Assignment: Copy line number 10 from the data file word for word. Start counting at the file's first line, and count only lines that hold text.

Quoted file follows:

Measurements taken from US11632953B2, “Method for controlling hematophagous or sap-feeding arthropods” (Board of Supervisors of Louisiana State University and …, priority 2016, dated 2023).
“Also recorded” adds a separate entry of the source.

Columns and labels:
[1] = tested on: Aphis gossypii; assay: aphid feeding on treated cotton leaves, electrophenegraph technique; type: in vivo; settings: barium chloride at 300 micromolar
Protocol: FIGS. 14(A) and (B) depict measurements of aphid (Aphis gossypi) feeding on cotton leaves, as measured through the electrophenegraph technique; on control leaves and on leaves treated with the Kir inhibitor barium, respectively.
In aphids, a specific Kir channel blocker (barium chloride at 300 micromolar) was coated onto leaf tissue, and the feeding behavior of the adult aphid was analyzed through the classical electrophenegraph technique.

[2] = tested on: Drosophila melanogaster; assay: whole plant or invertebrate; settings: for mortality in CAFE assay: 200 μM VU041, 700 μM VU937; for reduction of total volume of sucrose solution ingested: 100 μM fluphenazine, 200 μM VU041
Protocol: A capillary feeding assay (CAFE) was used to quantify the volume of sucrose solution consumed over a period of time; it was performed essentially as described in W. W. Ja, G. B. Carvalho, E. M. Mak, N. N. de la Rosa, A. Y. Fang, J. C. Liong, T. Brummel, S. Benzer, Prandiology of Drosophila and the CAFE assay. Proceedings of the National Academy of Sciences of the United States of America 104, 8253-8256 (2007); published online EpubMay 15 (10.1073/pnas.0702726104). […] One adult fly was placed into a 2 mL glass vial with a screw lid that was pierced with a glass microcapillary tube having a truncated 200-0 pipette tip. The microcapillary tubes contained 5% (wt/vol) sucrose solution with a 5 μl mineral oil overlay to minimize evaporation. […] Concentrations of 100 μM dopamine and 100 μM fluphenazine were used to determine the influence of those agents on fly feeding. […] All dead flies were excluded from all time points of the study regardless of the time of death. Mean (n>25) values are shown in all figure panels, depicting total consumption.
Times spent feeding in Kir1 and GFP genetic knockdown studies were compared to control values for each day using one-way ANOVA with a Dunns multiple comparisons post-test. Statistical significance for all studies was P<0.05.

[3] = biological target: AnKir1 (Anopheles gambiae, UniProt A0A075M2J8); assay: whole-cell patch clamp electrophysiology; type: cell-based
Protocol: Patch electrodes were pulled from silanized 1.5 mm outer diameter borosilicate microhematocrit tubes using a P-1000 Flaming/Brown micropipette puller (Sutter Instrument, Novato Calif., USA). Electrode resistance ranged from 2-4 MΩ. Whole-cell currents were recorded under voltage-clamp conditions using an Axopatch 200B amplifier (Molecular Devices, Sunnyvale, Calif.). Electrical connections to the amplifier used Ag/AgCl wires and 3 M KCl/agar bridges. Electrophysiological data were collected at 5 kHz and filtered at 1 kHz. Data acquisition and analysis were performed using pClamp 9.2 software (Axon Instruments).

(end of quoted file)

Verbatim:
[3] = biological target: AnKir1 (Anopheles gambiae, UniProt A0A075M2J8); assay: whole-cell patch clamp electrophysiology; type: cell-based